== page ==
Bowlingh_Thesis_Final.pdf (11.88 MB)

A Forensic Analysis of Microsoft Teams

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thesis
posted on 02.08.2021, 16:03 by Herschel R BowlingHerschel R Bowling
Digital forensic investigators have a duty to understand the relevant components of the cases that they work. However, with the constant evolution of technologies, and the release of new platforms and programs, it is impossible for an investigator to be familiar with every application they encounter. It can also be difficult to know how forensic tools handle certain applications. This is why forensic researchers study and document new and emerging technologies, platforms, and applications, so that investigators have resources to utilize whenever they encounter an unfamiliar element in a case.

n 2017, Microsoft released a new communication platform, Microsoft Teams(Koenigsbauer, 2017). Due to the application’s relatively young age, there has not been any significant forensic research relating to Microsoft Teams. This platform as of April 2021 had 145million daily active users (Wright, 2021), nearly double the number of daily users at the same time in 2020 (Zaveri, 2020). This rapid growth is attributed in part to the need to work from home due to the COVID-19 virus (Zaveri, 2020). Given the size of its user base, it seems likely that forensic investigators will encounter cases where Microsoft Teams is a relevant component but may not have the knowledge required to efficiently investigate the platform.

To help fill this gap, an analysis of data stored at rest by Microsoft Teams was conducted, both on the Windows 10 operating system as well as on mobile operating systems, such as IOS and Android has been conducted. Basic functionality such as messaging, sharing files, participating in video conferences, and other functionalities that Teams provides were performed in an isolated testing environment. These devices were analyzed with both automated forensic tools, and non automated investigation. Specifically, Cellebrite UFED for the mobile devices, and Magnet AXIOM for the Windows device were used. Manual or non-automated investigation recovered, at least partially, the majority of artifacts across all three devices. In this study, the forensic tools used did not recover many of the artifacts that were found with manual investigation. These discovered artifacts, and the results of the tools, are documented in the hopes of aiding future investigations.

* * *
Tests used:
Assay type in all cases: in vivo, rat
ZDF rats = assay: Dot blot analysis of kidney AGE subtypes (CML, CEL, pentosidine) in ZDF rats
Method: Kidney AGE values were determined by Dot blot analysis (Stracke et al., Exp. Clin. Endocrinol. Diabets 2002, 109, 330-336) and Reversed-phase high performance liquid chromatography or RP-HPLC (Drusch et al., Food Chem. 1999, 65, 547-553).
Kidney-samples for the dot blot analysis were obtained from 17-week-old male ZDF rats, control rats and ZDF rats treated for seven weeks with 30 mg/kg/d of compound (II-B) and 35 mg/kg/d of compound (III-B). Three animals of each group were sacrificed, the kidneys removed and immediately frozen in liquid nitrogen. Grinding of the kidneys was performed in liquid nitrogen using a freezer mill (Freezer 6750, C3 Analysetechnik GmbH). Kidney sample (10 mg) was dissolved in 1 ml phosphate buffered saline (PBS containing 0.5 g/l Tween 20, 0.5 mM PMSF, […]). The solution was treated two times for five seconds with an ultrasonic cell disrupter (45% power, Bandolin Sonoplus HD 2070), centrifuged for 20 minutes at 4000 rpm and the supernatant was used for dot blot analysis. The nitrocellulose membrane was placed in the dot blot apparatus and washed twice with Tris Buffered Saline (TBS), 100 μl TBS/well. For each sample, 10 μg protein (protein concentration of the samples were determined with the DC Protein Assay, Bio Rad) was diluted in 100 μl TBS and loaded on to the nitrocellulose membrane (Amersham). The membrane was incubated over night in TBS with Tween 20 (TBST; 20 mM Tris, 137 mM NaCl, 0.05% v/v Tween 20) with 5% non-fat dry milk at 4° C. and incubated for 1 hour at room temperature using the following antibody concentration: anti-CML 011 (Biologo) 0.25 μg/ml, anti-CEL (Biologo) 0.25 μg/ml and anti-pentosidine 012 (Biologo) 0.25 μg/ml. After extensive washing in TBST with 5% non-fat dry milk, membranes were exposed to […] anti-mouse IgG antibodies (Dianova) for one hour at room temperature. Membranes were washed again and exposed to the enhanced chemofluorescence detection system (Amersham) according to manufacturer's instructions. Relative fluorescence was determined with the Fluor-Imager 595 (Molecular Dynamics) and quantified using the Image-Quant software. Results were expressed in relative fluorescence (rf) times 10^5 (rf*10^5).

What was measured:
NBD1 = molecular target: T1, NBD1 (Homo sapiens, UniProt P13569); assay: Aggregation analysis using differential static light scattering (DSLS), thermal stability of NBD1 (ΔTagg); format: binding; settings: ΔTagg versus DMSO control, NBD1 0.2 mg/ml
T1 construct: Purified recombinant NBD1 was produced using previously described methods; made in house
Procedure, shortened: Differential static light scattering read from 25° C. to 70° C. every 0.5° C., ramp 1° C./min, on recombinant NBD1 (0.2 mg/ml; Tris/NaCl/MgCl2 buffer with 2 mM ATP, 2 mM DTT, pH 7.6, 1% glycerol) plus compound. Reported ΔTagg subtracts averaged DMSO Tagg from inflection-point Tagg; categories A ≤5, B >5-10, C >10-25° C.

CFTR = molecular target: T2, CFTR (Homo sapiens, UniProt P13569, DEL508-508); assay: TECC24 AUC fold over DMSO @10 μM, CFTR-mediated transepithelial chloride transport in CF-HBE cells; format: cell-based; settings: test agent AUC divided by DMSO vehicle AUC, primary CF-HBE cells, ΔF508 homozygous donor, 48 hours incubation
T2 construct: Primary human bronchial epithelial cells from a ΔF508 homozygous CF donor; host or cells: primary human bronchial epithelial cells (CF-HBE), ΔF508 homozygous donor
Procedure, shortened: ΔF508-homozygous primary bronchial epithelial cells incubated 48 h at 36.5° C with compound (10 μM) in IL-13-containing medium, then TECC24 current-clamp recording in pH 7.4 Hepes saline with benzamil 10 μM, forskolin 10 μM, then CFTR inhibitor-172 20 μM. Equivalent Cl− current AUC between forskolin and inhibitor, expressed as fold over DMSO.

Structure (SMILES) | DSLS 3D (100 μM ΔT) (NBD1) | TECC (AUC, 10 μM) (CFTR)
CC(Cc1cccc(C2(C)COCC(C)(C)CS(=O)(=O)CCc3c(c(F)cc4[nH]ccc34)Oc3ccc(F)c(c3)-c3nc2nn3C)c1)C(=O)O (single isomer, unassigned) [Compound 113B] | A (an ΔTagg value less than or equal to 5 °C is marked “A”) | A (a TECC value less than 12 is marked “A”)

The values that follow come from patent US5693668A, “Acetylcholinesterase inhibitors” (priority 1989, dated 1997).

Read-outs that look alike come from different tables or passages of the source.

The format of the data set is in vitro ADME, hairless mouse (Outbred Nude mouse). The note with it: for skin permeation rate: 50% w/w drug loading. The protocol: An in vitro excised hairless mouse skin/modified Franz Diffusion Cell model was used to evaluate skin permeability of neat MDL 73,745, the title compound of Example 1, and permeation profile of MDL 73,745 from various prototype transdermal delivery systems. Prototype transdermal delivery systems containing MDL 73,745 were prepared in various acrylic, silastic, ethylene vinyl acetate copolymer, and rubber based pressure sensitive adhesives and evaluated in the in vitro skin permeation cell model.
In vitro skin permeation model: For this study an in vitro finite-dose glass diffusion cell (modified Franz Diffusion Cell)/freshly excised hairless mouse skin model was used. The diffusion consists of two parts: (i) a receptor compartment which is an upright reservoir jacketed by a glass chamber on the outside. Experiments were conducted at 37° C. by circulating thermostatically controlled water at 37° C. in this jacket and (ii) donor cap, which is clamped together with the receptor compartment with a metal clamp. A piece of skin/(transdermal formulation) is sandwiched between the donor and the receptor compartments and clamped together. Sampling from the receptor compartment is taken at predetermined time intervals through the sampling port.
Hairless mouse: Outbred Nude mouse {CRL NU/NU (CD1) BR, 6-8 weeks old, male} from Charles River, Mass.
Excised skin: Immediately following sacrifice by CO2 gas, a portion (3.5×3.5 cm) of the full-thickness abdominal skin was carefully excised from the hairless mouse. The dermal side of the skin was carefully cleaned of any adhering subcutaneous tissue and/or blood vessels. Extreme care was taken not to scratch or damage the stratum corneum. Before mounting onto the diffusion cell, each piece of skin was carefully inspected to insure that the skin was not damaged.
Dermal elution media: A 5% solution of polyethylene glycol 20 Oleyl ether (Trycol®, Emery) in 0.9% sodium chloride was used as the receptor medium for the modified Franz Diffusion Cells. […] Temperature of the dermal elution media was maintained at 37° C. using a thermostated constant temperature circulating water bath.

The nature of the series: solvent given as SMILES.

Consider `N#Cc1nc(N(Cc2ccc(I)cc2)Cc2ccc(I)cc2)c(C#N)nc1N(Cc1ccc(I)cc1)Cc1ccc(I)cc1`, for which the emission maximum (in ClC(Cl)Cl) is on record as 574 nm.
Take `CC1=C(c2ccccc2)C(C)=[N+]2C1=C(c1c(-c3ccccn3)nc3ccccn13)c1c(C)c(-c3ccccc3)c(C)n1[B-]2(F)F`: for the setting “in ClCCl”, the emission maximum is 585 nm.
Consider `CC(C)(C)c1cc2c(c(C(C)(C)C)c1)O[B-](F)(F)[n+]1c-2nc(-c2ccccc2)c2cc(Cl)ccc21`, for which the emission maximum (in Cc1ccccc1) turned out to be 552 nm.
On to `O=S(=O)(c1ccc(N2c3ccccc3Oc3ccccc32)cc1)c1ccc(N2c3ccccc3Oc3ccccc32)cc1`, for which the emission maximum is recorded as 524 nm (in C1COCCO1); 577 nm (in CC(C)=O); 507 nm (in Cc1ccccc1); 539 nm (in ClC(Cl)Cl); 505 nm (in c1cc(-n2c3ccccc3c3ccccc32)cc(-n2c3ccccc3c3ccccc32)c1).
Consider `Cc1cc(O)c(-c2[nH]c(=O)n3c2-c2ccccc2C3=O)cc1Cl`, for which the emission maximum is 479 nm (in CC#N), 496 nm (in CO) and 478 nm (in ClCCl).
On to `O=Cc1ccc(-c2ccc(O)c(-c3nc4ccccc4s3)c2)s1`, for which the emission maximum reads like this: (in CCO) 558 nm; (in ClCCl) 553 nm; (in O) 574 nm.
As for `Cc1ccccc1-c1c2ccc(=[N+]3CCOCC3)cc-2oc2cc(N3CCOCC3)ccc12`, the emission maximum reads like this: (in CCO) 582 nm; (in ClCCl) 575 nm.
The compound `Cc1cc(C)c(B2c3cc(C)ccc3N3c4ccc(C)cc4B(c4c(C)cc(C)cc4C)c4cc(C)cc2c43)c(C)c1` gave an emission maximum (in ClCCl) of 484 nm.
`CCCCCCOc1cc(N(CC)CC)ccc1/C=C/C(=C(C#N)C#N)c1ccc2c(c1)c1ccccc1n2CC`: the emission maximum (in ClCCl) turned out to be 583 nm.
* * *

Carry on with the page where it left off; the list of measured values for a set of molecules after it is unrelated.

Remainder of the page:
History

Degree Type

Master of Science

Department

Computer and Information Technology

Campus location

West Lafayette

Advisor/Supervisor/Committee Chair

Kathryn C. Seigfried-Spellar

Additional Committee Member 2

Umit Karabiyik

Additional Committee Member 3

Marcus K. Rogers

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